My mind drifted to more of the James Finley lecture on Meister Eckart I had been listening to that morning and I began to realize the impossibility and the absurdity of my task. Luckily there is a transcript of his talk: “Every idea of God is God, no idea of God is God, every idea of God is infinitely less than God even a true idea, even a revealed idea is infinitely less than God, and therefore to the extent we cling to any idea of God – clinging to that ideal thought is the obstacle to God.” Even if simply existing in the present moment in savasana is difficult, apparently it is easier that conceptualizing the divine!

In jest Finley also said,”We are not created by God to think about God, that’s why Jesuits were created.” That seemed to prove why I was drawn to Boston College despite my disinterest in the Church at the time – unknowingly I had surrounded myself with people like me who long to ponder the unponderable!

Courting Chaos, Contemplating Completeness

It is difficult to commit words to the page when I feel as if I am spinning in constant cycles between chaos and completeness. Every tempest is my own creation and a sense of solace is always a few deep breaths away.

photo by Samuel EichnerPerhaps because creatures trapped in perpetual motion attract one another, I know I am not the only one who manufactures her own state of flux. I have had countless conversations that start “look at us, we are so lucky, but how can we keep catapulting ourselves into such misery with all this over-thinking and self-obsession?” More than a few late nights have been spent discussing why one friend or another and I have hyperactive minds and restless spirits that make us refuse ourselves the permission to settle into daily routine It’s as if we have an aversion to “life” with a lower case “l” as we force ourselves to constantly ponder the capital “L” questions of “Life.” At such moments we imagine it would be nicer to watch John Cusack movies and discuss recipes and shoes and curse our radioactive brains, even as we know we would never give up the internal debate.

I think that all of this ferment makes me feel more evolved; a soul in this much upheaval must be on the route to a truly amazing breakthrough. Plus, it is an excellent excuse for why I cannot settle into a steady meditation practice. Sure, I am aware that meditation would quiet the whirling dervish within and that you don’t wait for perfect serenity to close your eyes and seek stillness, but who has time for such wisdom when one is so busy, well, seeking wisdom.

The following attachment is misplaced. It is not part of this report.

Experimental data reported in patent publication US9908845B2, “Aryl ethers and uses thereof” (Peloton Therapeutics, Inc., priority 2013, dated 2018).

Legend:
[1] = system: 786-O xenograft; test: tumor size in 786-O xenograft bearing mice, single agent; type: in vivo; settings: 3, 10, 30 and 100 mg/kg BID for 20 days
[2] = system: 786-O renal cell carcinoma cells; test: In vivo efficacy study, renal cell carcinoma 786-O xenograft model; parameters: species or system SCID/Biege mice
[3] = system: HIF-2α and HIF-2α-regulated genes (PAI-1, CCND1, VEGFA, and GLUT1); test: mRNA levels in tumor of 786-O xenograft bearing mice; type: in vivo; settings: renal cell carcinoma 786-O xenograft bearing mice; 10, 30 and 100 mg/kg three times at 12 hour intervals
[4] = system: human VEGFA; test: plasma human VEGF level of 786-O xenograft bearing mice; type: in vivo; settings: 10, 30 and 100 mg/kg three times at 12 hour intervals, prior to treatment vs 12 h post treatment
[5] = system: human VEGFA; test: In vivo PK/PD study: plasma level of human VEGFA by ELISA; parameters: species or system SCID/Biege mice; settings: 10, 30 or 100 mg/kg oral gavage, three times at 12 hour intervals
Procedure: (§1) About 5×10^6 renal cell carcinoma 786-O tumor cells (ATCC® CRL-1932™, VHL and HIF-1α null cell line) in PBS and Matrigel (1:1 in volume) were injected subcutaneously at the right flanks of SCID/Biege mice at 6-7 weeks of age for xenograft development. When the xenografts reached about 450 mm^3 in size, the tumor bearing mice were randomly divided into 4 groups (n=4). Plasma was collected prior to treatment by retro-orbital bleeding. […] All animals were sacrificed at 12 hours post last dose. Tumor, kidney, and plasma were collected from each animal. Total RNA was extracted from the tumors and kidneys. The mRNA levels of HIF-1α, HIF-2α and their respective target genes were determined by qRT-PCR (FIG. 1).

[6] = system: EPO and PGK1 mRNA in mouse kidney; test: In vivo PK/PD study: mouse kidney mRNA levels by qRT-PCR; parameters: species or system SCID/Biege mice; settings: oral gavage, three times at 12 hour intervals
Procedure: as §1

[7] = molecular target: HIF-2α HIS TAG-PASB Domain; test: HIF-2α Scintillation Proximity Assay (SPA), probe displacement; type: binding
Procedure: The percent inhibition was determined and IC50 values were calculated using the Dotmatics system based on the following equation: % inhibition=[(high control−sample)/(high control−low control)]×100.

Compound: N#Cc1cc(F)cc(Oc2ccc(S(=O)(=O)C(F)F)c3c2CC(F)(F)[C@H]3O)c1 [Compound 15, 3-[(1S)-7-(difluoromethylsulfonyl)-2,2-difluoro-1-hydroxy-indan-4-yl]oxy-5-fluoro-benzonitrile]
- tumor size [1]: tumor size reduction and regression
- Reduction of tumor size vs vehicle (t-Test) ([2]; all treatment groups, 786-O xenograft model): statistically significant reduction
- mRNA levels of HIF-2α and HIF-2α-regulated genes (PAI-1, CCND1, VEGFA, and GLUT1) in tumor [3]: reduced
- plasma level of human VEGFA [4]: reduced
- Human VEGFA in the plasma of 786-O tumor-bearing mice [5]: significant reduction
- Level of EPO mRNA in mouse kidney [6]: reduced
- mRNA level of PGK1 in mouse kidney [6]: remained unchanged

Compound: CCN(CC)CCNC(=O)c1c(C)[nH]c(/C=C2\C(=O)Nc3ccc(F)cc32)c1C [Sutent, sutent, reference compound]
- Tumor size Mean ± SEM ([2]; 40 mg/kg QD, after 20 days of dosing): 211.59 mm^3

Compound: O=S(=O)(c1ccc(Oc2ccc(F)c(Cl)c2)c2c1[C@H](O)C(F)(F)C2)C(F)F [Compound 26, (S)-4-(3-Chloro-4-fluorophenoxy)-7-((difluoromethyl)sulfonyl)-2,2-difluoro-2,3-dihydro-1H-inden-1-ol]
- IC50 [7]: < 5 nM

I’m reasonably certain that this addiction to spinning in circles is a response to a culture that tells us that we can never get enough and that perpetual motion means you must be moving up the ladder. In such a banal maelstrom it is nearly impossible to cool the chaos and realize the Eastern ideals of living without attachment and desire. I am learning that an existence free of attachment does not sentence one to an ascetic cell without sensual pleasures, but is instead about accepting rather than reacting to situations. Happiness is infinitely more attainable if emotions are permitted to pass right on through rather than constantly getting trapped in the body and clouding up the mind. It seems, however, that the more relevant and perfect I perceive such philosophies to be, the more scattered I become.

To my own detriment I have equated contentment with complacency for far too long and have feared stillness and acceptance. As soon as peace seems too palpable or I really consider embracing the person that I am and the way life flows around me, I seem to veer off into another drama of my own devising. It’s like constantly chasing my shadow because I have confused the false outline of my being with my true self.

In some ways I hesitate to even put such thoughts on the page because to discuss them is to give this perpetual game a sense of power and reality, but I dare to hope to name chaos is the first step to its undoing.